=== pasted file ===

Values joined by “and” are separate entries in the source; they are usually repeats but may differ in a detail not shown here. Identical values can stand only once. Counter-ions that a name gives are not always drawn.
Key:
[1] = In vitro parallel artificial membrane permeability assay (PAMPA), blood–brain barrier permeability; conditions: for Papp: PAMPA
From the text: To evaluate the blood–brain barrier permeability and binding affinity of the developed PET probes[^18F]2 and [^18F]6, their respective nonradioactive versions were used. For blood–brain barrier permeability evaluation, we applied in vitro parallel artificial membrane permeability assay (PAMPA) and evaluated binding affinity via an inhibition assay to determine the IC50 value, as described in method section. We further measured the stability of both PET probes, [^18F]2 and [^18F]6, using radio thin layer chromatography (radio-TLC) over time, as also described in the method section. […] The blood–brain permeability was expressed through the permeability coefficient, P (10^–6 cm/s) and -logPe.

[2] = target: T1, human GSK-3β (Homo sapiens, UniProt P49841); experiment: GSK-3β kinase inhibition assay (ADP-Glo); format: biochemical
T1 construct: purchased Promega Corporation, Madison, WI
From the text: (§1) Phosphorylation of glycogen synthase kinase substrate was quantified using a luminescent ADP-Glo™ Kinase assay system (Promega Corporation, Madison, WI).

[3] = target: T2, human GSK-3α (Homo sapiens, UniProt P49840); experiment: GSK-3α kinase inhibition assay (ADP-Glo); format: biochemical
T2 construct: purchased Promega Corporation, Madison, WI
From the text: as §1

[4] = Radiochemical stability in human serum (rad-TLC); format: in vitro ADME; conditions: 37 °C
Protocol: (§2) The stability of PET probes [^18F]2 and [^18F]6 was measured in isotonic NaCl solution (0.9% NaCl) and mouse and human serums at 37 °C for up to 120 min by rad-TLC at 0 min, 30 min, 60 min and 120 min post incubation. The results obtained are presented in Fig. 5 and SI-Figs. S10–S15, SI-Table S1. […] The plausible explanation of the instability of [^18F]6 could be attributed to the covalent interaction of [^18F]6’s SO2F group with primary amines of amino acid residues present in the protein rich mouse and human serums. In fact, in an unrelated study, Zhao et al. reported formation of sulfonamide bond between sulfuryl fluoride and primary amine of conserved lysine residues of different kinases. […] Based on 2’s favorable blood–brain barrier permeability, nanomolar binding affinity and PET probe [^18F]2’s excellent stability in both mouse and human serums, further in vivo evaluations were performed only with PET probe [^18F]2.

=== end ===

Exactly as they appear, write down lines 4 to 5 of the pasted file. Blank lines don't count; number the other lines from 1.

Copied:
From the text: To evaluate the blood–brain barrier permeability and binding affinity of the developed PET probes[^18F]2 and [^18F]6, their respective nonradioactive versions were used. For blood–brain barrier permeability evaluation, we applied in vitro parallel artificial membrane permeability assay (PAMPA) and evaluated binding affinity via an inhibition assay to determine the IC50 value, as described in method section. We further measured the stability of both PET probes, [^18F]2 and [^18F]6, using radio thin layer chromatography (radio-TLC) over time, as also described in the method section. […] The blood–brain permeability was expressed through the permeability coefficient, P (10^–6 cm/s) and -logPe.

[2] = target: T1, human GSK-3β (Homo sapiens, UniProt P49841); experiment: GSK-3β kinase inhibition assay (ADP-Glo); format: biochemical